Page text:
In a world defined by crisis, we’ve seen very clearly that all economies are interconnected, and that all markets can, in times of panic, move lock-in-step with each other – making widely accepted diversification tactics useless.
With that said, there are few places to hide when the waves of global risk aversion hit. More dangerous, the unprecedented government intervention over the past two-and-a-half years has given investors a false since of security and has skewed their rationale.
Given the roadmap of recent years, many individual and institutional investors alike now expect governments to prohibit losses in stock markets, or any entity or interest that could systemically threaten the world and derail recovery. In fact, anyone that has bought the downdrafts in risky assets since early 2009 has felt little pain and experienced handsome rewards – until recently.
The problem: The white knights are out of fiscal and monetary bullets. And whatever respect and credibility they once had, that allowed them to verbally manipulate markets and sentiment, is long-gone.
In essence, the crisis that began in 2007 and erupted with the failure of Lehman Brothers in 2008 has only been stabilized by more than two-years of government intervention and perception manipulation by global politicians. There have been no solutions, and there has been no organic growth of economies to pick up where the stimulus left off.
All the while, the crisis has gone from a private balance sheet crisis, to both a private and public balance sheet crisis.
But this is nothing new. When we look back through the history of global financial crises, this is how they tend to play out. In the first stage, governments respond to instability in the financial system and the resulting economic recession by pumping stimulus into the economy, either turning budget surplus’ into deficits or turning deficits into bigger deficits.
In the second stage, with a languishing economy, deficit spending turns into more government debt. And then, in the third stage, growing government debt tends to be followed by sovereign debt downgrades. Finally, downgrades tend to lead to defaults.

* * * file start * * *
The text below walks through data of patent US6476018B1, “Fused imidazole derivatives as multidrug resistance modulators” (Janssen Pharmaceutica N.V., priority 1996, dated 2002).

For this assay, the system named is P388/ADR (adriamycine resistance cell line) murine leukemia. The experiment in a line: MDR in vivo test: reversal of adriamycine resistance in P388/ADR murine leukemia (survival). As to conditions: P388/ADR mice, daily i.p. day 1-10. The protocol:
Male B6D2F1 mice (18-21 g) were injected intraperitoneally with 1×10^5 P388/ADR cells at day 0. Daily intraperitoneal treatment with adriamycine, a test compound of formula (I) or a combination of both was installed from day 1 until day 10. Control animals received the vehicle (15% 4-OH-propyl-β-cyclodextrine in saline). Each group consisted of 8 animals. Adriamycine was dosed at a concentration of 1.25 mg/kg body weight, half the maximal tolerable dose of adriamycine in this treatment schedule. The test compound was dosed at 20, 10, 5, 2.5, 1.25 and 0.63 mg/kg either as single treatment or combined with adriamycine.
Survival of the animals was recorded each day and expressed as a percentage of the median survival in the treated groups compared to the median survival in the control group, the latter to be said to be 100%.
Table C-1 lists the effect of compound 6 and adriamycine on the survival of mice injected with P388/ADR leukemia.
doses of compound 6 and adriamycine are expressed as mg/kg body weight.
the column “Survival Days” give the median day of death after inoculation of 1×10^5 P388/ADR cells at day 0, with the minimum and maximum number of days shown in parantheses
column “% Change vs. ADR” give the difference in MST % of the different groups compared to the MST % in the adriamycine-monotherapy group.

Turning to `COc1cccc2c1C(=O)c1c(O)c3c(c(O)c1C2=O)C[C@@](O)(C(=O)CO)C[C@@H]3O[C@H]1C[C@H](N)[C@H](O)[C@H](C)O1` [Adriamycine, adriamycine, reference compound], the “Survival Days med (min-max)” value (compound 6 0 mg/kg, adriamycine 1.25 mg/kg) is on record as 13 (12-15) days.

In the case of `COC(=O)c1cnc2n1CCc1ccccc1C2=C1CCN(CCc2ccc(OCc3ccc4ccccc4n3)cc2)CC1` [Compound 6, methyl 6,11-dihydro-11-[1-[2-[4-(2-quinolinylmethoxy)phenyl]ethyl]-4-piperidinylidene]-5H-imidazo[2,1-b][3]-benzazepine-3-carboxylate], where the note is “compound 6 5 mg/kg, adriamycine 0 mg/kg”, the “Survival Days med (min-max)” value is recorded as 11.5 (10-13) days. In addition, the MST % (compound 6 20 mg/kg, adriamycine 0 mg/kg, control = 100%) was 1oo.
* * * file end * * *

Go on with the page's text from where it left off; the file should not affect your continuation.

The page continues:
This is exactly the script that is playing out around the world. But it’s in slow-motion, and growing even more destructive, all thanks to the constant government intervention along the way. And still the politicians swear off the possibility of default. And still, investors believe them.
No place is this more clear than in Europe (NYSE:VGK), where they continue their attempt to preserve a house of cards that should have fallen two years ago.
Intervention has Slowed but Grown the Fallout
Dubai sounded a wake-up call to the rest of the world in late 2009 by defaulting on its sovereign debt. Shortly thereafter, Greece hit the radar as the next domino in-line, and with it came fears of global sovereign debt contagion.
At that point, the core of the global banking system was already under government life support. It’s there, that the real contagion began. Not a contagion of bank failures or debt defaults, but the snowballing contagion of arrogant government intervention – government fingers in the ever crumbling dike, each one giving way to bigger and more calamitous breaches.
As Greece’s insolvency threatened the banking system in Europe and the euro currency, all of the European Monetary Union, along with the IMF, came in at the last hour with a massive verbal commitment of money to ensure that Greece wouldn’t bring down the euro zone.